Azazel’s Child

Azazel
Azazel’s Child

Since time immemorial, I have been poppy, although my real name was Pophyria. Papie had named me so in a fantasy of his, following the name of some character in some famous poet’s work. But the rest of my family never really understood the use of such a fancy name for a girl of my origins. Humble origins require humble names, thus due to the inevitable, my name was made to spell “easier”, poppy. So Porphyria Margret Francesco became just poppy, nothing fancy or over the top. For the three years that I was at school, which my parents thought was totally unnecessary yet did anyway, all my “friends” there could never pronounce my name and settled for calling me “poppy”, even my first grade teacher Sister Patty called me so as it sounded less “unorthodox”. So forever I was poppy, until one day this lean boy, with freckles on his cheeks, came up to me during recess and tapped his cold fingers on the bare exposed skin of my shoulder and said,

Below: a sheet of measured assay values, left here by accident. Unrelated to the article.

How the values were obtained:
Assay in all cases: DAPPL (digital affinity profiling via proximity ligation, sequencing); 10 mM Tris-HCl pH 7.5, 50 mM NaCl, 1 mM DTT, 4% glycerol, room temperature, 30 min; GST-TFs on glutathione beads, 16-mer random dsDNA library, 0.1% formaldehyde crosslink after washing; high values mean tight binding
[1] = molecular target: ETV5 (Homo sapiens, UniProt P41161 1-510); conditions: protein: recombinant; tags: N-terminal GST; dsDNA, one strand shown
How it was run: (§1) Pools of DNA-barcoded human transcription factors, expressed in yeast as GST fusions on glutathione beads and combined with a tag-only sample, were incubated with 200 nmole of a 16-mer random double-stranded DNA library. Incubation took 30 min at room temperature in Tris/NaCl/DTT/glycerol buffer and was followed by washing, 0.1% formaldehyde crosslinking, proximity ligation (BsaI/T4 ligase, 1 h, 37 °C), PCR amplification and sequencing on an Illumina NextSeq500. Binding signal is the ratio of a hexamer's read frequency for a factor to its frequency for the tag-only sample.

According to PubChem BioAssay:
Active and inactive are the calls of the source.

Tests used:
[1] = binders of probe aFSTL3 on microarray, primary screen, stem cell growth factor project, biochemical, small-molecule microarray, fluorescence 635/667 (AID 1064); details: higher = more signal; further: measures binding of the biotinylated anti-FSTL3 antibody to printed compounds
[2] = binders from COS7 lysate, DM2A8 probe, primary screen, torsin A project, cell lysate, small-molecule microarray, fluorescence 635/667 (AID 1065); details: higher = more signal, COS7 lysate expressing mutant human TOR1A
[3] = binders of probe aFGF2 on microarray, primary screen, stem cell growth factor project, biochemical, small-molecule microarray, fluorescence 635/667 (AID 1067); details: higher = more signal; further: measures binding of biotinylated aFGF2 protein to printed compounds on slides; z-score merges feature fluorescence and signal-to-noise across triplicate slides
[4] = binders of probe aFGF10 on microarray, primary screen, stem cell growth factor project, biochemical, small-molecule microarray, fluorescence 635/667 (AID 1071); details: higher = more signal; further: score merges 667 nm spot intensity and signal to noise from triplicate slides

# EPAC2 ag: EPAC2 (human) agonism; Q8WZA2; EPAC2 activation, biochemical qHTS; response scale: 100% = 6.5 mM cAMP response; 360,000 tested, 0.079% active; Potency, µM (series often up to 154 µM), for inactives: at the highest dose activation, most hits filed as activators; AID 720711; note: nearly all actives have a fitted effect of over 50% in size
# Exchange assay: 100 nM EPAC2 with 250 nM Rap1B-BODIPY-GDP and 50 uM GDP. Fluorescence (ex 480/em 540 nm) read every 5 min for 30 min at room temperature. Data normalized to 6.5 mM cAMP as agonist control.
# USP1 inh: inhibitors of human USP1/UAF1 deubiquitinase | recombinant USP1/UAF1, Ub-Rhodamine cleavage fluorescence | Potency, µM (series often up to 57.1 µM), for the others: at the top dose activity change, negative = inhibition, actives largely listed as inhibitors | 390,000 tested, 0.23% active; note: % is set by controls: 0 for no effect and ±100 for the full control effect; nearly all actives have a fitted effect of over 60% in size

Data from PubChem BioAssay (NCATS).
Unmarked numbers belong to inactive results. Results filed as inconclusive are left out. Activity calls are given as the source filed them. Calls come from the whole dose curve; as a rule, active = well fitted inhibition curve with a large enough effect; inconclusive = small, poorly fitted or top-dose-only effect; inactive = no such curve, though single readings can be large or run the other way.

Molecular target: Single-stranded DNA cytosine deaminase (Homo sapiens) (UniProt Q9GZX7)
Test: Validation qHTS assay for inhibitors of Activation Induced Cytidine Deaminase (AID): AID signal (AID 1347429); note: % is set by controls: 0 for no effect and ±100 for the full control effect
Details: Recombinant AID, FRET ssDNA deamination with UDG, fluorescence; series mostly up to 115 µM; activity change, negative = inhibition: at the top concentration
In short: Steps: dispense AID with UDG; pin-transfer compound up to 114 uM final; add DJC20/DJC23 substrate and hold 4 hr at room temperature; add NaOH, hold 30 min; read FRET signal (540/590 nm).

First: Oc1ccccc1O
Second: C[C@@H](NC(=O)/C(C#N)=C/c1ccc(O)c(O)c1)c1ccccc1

“May I please sit beside you Pophyria?”

I was shocked to hear my fullname; I hadn’t heard that for a while. I nodded anyway, he looked miserable and weepy and it was somewhat out of pity I agreed. I kept on staring at him and he took shy glances at me. After sitting in awkward silence for awhile I asked him in a very inquisitive tone,

‘How did you know my name?”

After looking at me blankly for some moments, he managed to say in a very broken tone,

“I am Arthur Mckingsey Paisley; you are my classmate, Pophyria Margret Francesco”